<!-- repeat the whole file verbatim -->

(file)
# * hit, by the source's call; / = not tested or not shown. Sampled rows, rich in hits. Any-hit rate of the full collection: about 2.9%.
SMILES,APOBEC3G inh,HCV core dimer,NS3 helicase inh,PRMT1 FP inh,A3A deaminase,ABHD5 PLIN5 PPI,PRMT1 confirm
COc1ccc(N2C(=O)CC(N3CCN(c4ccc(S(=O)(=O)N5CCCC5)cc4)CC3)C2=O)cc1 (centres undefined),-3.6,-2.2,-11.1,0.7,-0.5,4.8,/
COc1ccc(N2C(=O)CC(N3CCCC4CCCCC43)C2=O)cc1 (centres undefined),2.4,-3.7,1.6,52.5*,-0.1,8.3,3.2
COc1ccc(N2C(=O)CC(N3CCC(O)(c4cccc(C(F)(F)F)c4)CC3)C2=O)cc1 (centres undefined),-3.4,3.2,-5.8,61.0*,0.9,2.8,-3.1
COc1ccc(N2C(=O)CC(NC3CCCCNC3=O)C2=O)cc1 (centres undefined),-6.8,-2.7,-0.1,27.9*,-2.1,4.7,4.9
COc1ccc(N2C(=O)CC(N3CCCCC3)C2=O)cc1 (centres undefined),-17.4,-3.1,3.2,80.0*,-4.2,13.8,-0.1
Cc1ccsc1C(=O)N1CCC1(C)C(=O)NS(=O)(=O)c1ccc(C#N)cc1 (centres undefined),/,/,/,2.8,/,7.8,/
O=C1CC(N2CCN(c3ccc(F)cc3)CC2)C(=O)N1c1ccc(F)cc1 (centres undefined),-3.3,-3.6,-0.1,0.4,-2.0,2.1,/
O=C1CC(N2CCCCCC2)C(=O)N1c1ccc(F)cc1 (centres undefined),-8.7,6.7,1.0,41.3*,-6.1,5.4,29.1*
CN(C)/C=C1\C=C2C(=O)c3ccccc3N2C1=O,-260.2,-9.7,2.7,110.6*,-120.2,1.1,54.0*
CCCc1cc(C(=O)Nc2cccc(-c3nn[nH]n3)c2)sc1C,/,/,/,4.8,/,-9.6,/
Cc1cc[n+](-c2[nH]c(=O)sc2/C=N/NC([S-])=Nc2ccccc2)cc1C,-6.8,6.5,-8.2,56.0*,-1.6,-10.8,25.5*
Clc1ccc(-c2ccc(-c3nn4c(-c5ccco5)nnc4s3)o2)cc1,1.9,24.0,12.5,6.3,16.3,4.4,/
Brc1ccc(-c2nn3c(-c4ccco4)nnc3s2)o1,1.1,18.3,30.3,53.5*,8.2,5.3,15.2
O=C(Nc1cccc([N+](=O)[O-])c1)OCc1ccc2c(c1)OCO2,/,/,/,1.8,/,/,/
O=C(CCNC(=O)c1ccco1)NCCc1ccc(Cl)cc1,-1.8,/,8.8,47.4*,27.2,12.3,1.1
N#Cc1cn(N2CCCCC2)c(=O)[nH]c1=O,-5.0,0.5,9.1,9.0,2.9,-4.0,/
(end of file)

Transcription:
# * hit, by the source's call; / = not tested or not shown. Sampled rows, rich in hits. Any-hit rate of the full collection: about 2.9%.
SMILES,APOBEC3G inh,HCV core dimer,NS3 helicase inh,PRMT1 FP inh,A3A deaminase,ABHD5 PLIN5 PPI,PRMT1 confirm
COc1ccc(N2C(=O)CC(N3CCN(c4ccc(S(=O)(=O)N5CCCC5)cc4)CC3)C2=O)cc1 (centres undefined),-3.6,-2.2,-11.1,0.7,-0.5,4.8,/
COc1ccc(N2C(=O)CC(N3CCCC4CCCCC43)C2=O)cc1 (centres undefined),2.4,-3.7,1.6,52.5*,-0.1,8.3,3.2
COc1ccc(N2C(=O)CC(N3CCC(O)(c4cccc(C(F)(F)F)c4)CC3)C2=O)cc1 (centres undefined),-3.4,3.2,-5.8,61.0*,0.9,2.8,-3.1
COc1ccc(N2C(=O)CC(NC3CCCCNC3=O)C2=O)cc1 (centres undefined),-6.8,-2.7,-0.1,27.9*,-2.1,4.7,4.9
COc1ccc(N2C(=O)CC(N3CCCCC3)C2=O)cc1 (centres undefined),-17.4,-3.1,3.2,80.0*,-4.2,13.8,-0.1
Cc1ccsc1C(=O)N1CCC1(C)C(=O)NS(=O)(=O)c1ccc(C#N)cc1 (centres undefined),/,/,/,2.8,/,7.8,/
O=C1CC(N2CCN(c3ccc(F)cc3)CC2)C(=O)N1c1ccc(F)cc1 (centres undefined),-3.3,-3.6,-0.1,0.4,-2.0,2.1,/
O=C1CC(N2CCCCCC2)C(=O)N1c1ccc(F)cc1 (centres undefined),-8.7,6.7,1.0,41.3*,-6.1,5.4,29.1*
CN(C)/C=C1\C=C2C(=O)c3ccccc3N2C1=O,-260.2,-9.7,2.7,110.6*,-120.2,1.1,54.0*
CCCc1cc(C(=O)Nc2cccc(-c3nn[nH]n3)c2)sc1C,/,/,/,4.8,/,-9.6,/
Cc1cc[n+](-c2[nH]c(=O)sc2/C=N/NC([S-])=Nc2ccccc2)cc1C,-6.8,6.5,-8.2,56.0*,-1.6,-10.8,25.5*
Clc1ccc(-c2ccc(-c3nn4c(-c5ccco5)nnc4s3)o2)cc1,1.9,24.0,12.5,6.3,16.3,4.4,/
Brc1ccc(-c2nn3c(-c4ccco4)nnc3s2)o1,1.1,18.3,30.3,53.5*,8.2,5.3,15.2
O=C(Nc1cccc([N+](=O)[O-])c1)OCc1ccc2c(c1)OCO2,/,/,/,1.8,/,/,/
O=C(CCNC(=O)c1ccco1)NCCc1ccc(Cl)cc1,-1.8,/,8.8,47.4*,27.2,12.3,1.1
N#Cc1cn(N2CCCCC2)c(=O)[nH]c1=O,-5.0,0.5,9.1,9.0,2.9,-4.0,/